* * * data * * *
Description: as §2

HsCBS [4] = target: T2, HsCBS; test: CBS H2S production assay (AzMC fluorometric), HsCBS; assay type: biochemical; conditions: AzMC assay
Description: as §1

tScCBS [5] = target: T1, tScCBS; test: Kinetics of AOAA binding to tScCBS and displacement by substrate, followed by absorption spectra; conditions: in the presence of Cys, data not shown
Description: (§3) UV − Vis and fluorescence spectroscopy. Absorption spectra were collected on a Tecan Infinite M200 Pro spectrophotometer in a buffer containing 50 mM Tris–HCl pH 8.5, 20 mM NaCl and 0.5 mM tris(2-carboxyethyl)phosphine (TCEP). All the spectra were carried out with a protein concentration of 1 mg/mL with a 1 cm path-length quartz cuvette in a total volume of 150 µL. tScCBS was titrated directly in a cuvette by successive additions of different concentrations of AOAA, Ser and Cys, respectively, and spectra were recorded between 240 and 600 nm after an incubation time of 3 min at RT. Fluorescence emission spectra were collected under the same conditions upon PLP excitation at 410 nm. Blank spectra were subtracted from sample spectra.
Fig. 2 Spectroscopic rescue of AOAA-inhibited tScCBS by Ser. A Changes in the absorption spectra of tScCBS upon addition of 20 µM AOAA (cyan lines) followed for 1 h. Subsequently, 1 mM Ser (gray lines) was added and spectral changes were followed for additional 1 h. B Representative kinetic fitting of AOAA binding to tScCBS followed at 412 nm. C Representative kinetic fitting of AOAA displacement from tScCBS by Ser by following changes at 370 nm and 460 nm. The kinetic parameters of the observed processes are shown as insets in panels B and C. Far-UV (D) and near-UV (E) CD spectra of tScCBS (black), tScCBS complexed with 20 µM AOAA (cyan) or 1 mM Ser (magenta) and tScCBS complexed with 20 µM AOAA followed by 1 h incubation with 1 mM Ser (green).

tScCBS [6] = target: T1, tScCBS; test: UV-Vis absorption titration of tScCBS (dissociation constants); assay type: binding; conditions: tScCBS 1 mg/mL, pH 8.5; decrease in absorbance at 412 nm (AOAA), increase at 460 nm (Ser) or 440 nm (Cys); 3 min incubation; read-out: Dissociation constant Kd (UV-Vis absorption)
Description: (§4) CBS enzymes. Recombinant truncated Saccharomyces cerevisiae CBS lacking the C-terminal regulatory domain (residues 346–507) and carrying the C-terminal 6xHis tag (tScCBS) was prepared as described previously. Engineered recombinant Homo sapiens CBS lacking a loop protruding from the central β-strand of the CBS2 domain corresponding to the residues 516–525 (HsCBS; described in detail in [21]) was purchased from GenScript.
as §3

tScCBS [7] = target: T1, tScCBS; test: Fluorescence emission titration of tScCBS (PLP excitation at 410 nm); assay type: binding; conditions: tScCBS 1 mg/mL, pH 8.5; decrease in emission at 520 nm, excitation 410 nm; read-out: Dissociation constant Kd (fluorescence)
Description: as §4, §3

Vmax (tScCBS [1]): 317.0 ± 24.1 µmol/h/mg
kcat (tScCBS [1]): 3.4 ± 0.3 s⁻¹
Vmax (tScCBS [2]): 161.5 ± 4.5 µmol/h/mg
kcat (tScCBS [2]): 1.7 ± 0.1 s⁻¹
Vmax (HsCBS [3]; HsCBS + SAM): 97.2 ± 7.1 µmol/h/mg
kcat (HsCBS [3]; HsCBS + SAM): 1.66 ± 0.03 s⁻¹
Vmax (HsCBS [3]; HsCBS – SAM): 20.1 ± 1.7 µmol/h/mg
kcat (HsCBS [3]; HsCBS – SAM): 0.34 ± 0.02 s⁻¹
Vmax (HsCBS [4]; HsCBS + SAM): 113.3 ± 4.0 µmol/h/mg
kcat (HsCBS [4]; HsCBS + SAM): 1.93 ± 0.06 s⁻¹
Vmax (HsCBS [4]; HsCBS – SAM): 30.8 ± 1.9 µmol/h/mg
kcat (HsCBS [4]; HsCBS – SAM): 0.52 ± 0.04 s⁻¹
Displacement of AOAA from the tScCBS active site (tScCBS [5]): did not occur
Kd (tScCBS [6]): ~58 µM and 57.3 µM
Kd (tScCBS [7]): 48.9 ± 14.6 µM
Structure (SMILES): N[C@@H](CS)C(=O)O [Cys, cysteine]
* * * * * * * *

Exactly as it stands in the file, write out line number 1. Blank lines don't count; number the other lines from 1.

Description: as §2